Laney has a level of gravity that even allows her to be a very effective decoy around the free throw line.

You can see Monique Billings rotate back hard after seeing Laney on the elbow, which leaves Sami Whitcomb with a wide-open three.

So, how is it possible for New York to use such a well-rounded player incorrectly?

No One Puts Laney in the Corner

Well, no one except Walt Hopkins. And, for what it’s worth, there are times that it works out for the Liberty. But, it makes things much harder for their star player.

The Liberty run a four-out-one-in style system that is predicated on player and ball movement. Having a player in each corner is a norm in this system. Putting Betnijah Laney there is doing the opponent a favor. The corner is one of the worst places on the court for the ball to go. Teams have to be smart with how they use it, because it can be easily neutralized by a defense. Stashing a player of Laney’s caliber in the corner long-term effectively does the defense’s job for them.

It also makes life much harder for Laney. She has less space to get downhill, and establishing post position can be more difficult coming from the corner. Trying to use Laney to her strengths from the corner is also incredibly demanding physically and leads to much more contact during her sets. What’s worse is that it seems that Laney gets flat out ignored sometimes:

It doesn’t always have to be Laney standing in the corner, either. Because teams are homing in on her, feeding her inside from the corner has become a dangerous choice for the Liberty:

Billings cuts off the passing lane back to Onyenwere, while Hawkins steps over to double Laney in the post. Laney is forced to make a difficult cross-court pass similar to the one Whitcomb made in the previous clip. The Liberty do end up getting a bucket on the possession, but it comes from Betnijah getting the ball in her comfort zone.

The Liberty system does allow for Laney to rotate up from the corner to the middle of the court, but often times, that rotation is the only motion involved in the play. Once Laney is up top, it’s “watch Betnijah work.”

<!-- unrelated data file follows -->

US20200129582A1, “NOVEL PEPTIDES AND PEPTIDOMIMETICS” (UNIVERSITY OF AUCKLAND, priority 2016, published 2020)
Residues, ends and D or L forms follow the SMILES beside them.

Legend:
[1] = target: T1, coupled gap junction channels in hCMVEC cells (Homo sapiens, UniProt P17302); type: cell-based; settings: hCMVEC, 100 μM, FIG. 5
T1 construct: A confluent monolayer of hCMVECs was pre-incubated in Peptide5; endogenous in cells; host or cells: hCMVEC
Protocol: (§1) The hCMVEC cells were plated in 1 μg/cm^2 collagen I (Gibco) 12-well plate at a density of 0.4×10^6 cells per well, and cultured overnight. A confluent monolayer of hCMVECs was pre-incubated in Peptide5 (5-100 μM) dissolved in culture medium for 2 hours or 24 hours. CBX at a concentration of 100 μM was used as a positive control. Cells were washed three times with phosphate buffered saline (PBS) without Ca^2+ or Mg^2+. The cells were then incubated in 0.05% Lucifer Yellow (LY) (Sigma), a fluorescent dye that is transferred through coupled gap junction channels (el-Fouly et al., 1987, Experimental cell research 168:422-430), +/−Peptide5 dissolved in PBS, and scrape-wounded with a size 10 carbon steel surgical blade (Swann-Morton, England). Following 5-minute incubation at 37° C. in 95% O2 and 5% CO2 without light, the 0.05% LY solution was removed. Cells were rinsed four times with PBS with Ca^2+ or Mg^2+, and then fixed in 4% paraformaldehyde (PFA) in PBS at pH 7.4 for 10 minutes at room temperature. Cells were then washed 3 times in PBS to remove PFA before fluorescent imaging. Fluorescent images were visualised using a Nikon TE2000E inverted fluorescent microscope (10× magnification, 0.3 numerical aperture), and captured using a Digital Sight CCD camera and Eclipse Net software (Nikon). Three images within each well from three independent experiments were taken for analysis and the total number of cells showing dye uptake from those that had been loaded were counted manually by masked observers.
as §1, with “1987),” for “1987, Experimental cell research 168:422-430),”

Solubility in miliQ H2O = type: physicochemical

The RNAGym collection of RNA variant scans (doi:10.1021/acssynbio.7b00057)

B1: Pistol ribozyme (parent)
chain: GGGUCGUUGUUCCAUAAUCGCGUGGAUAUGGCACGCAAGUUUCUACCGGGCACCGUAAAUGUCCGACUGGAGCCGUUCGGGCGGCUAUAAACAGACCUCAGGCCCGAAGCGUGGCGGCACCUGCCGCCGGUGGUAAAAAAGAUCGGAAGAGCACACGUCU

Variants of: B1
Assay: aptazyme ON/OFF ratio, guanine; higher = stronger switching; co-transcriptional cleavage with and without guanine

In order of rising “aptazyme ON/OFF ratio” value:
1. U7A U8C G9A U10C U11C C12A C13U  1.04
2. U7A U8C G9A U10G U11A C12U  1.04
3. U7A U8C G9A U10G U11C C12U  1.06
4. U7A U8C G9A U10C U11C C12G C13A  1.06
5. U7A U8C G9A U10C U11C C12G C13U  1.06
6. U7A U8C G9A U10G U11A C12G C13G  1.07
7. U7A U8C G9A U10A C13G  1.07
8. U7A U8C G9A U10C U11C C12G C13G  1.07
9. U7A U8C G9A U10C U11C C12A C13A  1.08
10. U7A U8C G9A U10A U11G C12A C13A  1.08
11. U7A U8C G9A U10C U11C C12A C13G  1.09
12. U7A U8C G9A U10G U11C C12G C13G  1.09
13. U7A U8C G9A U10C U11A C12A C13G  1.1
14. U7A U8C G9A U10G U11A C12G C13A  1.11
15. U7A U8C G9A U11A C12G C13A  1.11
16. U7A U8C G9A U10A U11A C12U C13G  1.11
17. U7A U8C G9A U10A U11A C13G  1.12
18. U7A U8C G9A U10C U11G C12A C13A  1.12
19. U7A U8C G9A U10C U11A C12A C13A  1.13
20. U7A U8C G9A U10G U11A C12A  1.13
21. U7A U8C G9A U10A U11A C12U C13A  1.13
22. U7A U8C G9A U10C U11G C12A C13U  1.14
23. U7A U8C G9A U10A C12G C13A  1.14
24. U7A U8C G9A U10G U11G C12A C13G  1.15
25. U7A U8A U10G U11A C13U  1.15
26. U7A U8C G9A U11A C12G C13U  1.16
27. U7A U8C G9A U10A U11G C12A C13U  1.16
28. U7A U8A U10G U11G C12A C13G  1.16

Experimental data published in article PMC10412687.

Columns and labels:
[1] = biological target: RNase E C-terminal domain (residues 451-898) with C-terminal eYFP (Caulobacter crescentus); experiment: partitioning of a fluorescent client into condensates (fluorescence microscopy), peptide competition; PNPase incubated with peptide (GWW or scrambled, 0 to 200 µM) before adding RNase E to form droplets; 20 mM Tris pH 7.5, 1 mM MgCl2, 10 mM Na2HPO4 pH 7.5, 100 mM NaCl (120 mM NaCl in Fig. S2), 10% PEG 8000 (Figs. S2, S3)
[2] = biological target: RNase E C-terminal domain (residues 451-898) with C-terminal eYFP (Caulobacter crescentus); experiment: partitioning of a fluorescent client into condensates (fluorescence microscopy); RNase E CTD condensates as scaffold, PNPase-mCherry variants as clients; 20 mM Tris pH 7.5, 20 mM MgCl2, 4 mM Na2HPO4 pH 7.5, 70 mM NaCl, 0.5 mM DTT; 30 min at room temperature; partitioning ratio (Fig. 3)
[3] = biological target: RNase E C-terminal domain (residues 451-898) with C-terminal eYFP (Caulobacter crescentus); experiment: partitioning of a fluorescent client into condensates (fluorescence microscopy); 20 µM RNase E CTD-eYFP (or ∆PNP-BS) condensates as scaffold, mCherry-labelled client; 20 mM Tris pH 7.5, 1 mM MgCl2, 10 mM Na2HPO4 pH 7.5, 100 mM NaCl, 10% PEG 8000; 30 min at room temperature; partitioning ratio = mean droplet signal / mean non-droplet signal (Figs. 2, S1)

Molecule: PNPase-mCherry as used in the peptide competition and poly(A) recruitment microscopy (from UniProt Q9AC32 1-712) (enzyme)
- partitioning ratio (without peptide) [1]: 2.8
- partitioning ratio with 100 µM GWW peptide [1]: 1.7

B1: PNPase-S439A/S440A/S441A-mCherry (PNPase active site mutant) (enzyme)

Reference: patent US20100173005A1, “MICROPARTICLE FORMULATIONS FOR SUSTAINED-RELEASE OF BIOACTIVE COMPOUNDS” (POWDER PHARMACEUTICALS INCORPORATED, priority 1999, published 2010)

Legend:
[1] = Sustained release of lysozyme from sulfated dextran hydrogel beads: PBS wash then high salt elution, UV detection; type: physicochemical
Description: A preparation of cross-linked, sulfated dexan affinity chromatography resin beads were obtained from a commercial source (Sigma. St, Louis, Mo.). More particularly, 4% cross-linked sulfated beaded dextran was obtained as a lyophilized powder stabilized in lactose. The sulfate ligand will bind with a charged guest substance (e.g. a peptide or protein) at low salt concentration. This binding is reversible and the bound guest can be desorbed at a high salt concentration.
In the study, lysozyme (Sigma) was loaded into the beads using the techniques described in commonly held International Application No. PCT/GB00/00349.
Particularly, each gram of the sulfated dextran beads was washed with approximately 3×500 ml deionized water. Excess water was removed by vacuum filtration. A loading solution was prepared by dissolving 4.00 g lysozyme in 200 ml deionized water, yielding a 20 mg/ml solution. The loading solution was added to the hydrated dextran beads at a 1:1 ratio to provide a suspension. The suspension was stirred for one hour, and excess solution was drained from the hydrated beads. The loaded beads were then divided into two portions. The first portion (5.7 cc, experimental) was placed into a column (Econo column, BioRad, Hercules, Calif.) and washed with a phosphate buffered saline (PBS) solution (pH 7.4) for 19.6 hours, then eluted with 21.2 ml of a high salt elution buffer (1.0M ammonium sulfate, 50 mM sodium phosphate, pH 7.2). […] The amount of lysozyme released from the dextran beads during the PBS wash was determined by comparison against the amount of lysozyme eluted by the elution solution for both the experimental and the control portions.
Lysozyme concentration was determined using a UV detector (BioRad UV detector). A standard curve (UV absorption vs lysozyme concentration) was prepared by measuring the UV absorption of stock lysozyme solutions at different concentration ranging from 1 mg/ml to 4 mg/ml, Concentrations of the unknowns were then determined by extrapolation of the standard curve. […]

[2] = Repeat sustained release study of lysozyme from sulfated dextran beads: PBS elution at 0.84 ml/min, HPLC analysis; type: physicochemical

Laney is incredibly good at creating her shot, yes. But shouldn’t you want to make it a little easier on her than that? Shook’s screen did nothing for her, and they didn’t even attempt another motion of any kind. Crystal Bradford is a player that can match Laney’s strength and size. One more screen (or a better initial one) would have helped get her a better look.

System Malfunctions in Clutch

The “watch Betnijah work” approach works from time to time. But it also seems to be the Liberty’s go-to in crunch time. Going to your best player in these moments makes sense. The plays the Liberty drew up for her didn’t. The first attempted play was a pick-and-pop between Laney and Whitcomb:

Once again, the screen did absolutely nothing, and allowed Atlanta to trap Laney on the sideline, forcing her to travel. The Dream are a hard trapping team, especially when teams are operating near the sideline. Running this set to the right, Laney’s dominant hand, would’ve made more sense and likely given her more options in that situation as the trap came.

The following possession was chaotic:

They get Laney going downhill for a great look. It just happens to roll out. After they recover, though? Watch Betnijah work. But look where she gets the ball at – the corner. Not once did they look anywhere else. Again, going to your star makes sense. But do they not have something better than that? Especially against Bradford, who had given Laney some trouble down the stretch?

For fairness’ sake, maybe that possession falls on the players. Maybe they didn’t execute whatever play the Liberty have for that situation. Either way, the Liberty will need to adjust their system significantly if they want to return to their winning ways from earlier in the season, and a big part of that is finding better ways to utilize Betnijah Laney.


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About Richmond Bailey Caldwell

Die-hard Grizzlies fan since 2009. Aspiring basketball writer and coach. University of Georgia sport management alum. Perennial first team all-defense selection.